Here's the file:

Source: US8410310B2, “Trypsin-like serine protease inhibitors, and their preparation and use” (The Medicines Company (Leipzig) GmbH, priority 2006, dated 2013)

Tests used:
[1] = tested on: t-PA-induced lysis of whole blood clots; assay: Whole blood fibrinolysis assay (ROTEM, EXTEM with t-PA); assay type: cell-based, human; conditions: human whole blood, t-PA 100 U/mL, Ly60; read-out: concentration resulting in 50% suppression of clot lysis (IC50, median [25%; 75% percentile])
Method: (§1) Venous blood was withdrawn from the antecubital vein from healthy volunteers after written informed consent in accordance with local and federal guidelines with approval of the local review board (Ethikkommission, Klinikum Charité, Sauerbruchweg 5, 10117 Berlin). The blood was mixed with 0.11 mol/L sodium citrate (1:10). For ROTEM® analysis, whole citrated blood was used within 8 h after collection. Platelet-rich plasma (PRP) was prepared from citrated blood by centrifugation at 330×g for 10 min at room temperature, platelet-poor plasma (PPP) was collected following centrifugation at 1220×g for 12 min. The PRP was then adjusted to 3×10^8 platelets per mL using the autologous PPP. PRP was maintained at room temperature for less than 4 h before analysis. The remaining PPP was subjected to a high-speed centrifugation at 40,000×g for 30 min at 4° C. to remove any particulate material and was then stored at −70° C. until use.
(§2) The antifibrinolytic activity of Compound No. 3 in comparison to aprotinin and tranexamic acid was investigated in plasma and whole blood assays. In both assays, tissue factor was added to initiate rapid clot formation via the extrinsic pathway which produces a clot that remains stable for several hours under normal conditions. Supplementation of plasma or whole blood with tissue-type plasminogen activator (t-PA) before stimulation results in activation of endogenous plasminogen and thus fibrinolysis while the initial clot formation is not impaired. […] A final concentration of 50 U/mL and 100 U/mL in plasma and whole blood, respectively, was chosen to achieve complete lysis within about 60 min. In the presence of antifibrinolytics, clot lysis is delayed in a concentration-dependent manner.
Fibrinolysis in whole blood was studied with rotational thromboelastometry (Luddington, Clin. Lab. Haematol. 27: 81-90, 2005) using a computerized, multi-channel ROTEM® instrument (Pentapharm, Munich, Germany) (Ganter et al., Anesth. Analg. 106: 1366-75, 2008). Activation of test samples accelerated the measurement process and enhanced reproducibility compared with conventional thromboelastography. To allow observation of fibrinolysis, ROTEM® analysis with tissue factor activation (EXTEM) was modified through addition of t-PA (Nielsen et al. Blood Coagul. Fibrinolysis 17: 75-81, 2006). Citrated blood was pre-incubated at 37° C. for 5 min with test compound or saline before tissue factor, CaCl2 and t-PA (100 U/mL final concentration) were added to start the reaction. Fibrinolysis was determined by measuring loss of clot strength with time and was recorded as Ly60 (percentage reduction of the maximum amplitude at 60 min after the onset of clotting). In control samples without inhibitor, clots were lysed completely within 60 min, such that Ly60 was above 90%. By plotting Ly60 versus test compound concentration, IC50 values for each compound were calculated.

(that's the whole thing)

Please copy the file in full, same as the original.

Source: US8410310B2, “Trypsin-like serine protease inhibitors, and their preparation and use” (The Medicines Company (Leipzig) GmbH, priority 2006, dated 2013)

Tests used:
[1] = tested on: t-PA-induced lysis of whole blood clots; assay: Whole blood fibrinolysis assay (ROTEM, EXTEM with t-PA); assay type: cell-based, human; conditions: human whole blood, t-PA 100 U/mL, Ly60; read-out: concentration resulting in 50% suppression of clot lysis (IC50, median [25%; 75% percentile])
Method: (§1) Venous blood was withdrawn from the antecubital vein from healthy volunteers after written informed consent in accordance with local and federal guidelines with approval of the local review board (Ethikkommission, Klinikum Charité, Sauerbruchweg 5, 10117 Berlin). The blood was mixed with 0.11 mol/L sodium citrate (1:10). For ROTEM® analysis, whole citrated blood was used within 8 h after collection. Platelet-rich plasma (PRP) was prepared from citrated blood by centrifugation at 330×g for 10 min at room temperature, platelet-poor plasma (PPP) was collected following centrifugation at 1220×g for 12 min. The PRP was then adjusted to 3×10^8 platelets per mL using the autologous PPP. PRP was maintained at room temperature for less than 4 h before analysis. The remaining PPP was subjected to a high-speed centrifugation at 40,000×g for 30 min at 4° C. to remove any particulate material and was then stored at −70° C. until use.
(§2) The antifibrinolytic activity of Compound No. 3 in comparison to aprotinin and tranexamic acid was investigated in plasma and whole blood assays. In both assays, tissue factor was added to initiate rapid clot formation via the extrinsic pathway which produces a clot that remains stable for several hours under normal conditions. Supplementation of plasma or whole blood with tissue-type plasminogen activator (t-PA) before stimulation results in activation of endogenous plasminogen and thus fibrinolysis while the initial clot formation is not impaired. […] A final concentration of 50 U/mL and 100 U/mL in plasma and whole blood, respectively, was chosen to achieve complete lysis within about 60 min. In the presence of antifibrinolytics, clot lysis is delayed in a concentration-dependent manner.
Fibrinolysis in whole blood was studied with rotational thromboelastometry (Luddington, Clin. Lab. Haematol. 27: 81-90, 2005) using a computerized, multi-channel ROTEM® instrument (Pentapharm, Munich, Germany) (Ganter et al., Anesth. Analg. 106: 1366-75, 2008). Activation of test samples accelerated the measurement process and enhanced reproducibility compared with conventional thromboelastography. To allow observation of fibrinolysis, ROTEM® analysis with tissue factor activation (EXTEM) was modified through addition of t-PA (Nielsen et al. Blood Coagul. Fibrinolysis 17: 75-81, 2006). Citrated blood was pre-incubated at 37° C. for 5 min with test compound or saline before tissue factor, CaCl2 and t-PA (100 U/mL final concentration) were added to start the reaction. Fibrinolysis was determined by measuring loss of clot strength with time and was recorded as Ly60 (percentage reduction of the maximum amplitude at 60 min after the onset of clotting). In control samples without inhibitor, clots were lysed completely within 60 min, such that Ly60 was above 90%. By plotting Ly60 versus test compound concentration, IC50 values for each compound were calculated.